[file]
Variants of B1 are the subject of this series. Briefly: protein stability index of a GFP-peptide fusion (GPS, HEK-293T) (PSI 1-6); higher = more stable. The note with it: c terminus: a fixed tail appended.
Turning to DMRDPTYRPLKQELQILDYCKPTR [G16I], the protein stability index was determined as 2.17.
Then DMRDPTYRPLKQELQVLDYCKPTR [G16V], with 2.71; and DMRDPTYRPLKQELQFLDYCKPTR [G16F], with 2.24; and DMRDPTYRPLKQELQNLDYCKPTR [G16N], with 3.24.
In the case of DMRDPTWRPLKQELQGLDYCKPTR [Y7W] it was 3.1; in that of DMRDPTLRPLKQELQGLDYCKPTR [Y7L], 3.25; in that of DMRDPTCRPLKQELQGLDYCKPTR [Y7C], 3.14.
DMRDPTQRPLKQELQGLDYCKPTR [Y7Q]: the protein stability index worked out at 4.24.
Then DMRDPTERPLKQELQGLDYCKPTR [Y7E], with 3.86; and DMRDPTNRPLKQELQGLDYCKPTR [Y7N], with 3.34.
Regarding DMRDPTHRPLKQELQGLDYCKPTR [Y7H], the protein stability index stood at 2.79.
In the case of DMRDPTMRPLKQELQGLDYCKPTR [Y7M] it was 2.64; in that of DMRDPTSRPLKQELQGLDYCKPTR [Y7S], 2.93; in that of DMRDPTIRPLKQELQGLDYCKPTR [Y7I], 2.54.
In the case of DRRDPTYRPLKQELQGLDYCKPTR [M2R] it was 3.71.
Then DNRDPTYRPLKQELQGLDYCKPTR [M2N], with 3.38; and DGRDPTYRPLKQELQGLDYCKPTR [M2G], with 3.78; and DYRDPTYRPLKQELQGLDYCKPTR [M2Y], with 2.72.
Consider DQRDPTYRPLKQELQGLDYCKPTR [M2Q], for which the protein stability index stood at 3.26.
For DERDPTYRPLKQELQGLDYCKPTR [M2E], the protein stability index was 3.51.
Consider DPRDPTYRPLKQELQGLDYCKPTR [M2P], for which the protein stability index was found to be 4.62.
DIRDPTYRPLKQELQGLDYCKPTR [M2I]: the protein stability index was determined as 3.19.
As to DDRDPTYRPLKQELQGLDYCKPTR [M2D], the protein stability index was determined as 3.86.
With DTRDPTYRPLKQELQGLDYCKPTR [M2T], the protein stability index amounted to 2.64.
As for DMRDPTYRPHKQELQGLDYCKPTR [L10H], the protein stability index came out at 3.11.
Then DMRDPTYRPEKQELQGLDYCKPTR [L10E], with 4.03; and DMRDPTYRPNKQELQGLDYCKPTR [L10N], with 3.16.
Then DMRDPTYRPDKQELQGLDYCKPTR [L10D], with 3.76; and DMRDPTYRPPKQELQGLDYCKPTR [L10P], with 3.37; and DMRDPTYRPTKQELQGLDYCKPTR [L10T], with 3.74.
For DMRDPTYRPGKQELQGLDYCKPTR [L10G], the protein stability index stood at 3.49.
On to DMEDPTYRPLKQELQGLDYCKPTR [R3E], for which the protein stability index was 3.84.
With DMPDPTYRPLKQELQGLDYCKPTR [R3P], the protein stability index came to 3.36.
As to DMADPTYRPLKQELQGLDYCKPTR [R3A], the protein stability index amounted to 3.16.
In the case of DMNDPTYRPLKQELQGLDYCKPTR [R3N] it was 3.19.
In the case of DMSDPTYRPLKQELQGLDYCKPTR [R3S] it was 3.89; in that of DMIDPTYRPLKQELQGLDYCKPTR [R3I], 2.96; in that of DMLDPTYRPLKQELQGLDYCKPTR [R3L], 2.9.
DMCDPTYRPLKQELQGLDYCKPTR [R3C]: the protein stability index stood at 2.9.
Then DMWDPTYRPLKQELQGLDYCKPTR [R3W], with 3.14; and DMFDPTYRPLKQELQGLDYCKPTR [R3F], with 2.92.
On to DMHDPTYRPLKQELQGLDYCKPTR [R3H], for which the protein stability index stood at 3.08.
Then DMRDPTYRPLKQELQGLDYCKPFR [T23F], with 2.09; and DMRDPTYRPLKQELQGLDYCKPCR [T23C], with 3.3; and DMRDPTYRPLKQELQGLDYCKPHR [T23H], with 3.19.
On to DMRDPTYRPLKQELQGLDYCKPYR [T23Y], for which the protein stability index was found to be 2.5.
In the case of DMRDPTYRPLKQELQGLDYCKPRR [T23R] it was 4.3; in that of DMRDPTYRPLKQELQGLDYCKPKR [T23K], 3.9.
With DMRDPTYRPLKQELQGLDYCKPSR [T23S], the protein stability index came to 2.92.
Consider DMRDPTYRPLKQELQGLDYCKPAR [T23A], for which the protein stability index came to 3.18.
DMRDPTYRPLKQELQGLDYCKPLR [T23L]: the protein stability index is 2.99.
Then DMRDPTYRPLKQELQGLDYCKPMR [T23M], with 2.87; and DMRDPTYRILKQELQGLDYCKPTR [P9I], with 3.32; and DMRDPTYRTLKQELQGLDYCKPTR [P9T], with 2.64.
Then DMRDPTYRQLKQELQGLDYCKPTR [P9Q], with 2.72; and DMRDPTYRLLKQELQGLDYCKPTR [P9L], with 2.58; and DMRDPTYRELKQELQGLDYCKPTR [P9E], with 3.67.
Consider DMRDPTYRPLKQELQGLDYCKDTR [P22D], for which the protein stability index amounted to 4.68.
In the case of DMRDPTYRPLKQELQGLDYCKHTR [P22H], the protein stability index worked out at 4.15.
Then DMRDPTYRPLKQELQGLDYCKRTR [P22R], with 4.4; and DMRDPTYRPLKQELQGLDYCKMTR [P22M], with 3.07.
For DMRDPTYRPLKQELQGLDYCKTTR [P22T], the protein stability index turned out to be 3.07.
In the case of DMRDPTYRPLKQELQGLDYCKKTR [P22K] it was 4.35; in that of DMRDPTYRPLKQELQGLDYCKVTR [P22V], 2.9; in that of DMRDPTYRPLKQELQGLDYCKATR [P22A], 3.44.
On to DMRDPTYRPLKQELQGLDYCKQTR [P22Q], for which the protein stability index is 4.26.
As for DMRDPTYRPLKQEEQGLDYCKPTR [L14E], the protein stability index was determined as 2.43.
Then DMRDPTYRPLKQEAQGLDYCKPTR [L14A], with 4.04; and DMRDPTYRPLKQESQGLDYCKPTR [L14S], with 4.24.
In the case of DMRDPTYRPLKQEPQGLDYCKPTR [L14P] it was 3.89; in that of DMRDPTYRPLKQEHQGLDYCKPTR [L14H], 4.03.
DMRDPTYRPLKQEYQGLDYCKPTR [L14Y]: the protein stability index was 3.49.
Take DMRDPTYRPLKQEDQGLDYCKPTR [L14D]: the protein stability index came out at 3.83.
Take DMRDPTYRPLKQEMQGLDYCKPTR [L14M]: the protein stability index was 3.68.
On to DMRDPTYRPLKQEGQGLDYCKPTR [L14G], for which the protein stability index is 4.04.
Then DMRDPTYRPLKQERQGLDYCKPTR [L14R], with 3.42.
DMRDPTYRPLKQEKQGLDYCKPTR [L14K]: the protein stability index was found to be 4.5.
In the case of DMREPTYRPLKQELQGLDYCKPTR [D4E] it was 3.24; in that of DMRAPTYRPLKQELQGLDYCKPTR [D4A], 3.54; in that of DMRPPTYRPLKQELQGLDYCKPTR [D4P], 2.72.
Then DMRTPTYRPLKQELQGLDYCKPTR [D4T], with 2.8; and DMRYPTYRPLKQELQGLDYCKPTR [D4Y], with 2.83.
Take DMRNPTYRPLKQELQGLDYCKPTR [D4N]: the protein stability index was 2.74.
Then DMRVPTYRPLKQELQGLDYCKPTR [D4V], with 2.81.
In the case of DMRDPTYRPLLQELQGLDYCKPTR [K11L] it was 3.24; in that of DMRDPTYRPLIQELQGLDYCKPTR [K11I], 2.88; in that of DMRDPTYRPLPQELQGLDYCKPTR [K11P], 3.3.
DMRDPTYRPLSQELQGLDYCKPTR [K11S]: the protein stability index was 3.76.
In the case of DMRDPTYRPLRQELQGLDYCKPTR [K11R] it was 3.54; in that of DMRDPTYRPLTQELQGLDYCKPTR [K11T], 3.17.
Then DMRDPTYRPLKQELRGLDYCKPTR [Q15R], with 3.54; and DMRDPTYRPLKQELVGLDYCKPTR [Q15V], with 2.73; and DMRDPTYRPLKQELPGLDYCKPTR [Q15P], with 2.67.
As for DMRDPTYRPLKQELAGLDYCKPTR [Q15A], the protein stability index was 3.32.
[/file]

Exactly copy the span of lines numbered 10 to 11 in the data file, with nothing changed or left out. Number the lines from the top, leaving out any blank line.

Then DNRDPTYRPLKQELQGLDYCKPTR [M2N], with 3.38; and DGRDPTYRPLKQELQGLDYCKPTR [M2G], with 3.78; and DYRDPTYRPLKQELQGLDYCKPTR [M2Y], with 2.72.
Consider DQRDPTYRPLKQELQGLDYCKPTR [M2Q], for which the protein stability index stood at 3.26.